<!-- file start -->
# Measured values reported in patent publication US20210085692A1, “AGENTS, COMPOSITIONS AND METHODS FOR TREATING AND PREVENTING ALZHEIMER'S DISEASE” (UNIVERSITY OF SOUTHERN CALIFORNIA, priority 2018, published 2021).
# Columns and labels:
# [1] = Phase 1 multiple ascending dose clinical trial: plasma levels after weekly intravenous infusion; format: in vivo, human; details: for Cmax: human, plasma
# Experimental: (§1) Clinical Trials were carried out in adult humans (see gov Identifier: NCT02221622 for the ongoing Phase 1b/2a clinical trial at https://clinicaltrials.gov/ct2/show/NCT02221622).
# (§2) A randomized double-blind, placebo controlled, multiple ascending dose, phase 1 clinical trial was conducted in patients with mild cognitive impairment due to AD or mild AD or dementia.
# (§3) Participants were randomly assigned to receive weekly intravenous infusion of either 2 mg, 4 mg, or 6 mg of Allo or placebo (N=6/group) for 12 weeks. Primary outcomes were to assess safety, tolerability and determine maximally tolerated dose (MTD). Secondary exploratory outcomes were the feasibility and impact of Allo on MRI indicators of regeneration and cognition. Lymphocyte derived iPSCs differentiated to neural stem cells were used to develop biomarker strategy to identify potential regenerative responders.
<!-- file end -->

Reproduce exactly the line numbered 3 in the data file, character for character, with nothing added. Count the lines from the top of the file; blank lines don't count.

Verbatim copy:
# [1] = Phase 1 multiple ascending dose clinical trial: plasma levels after weekly intravenous infusion; format: in vivo, human; details: for Cmax: human, plasma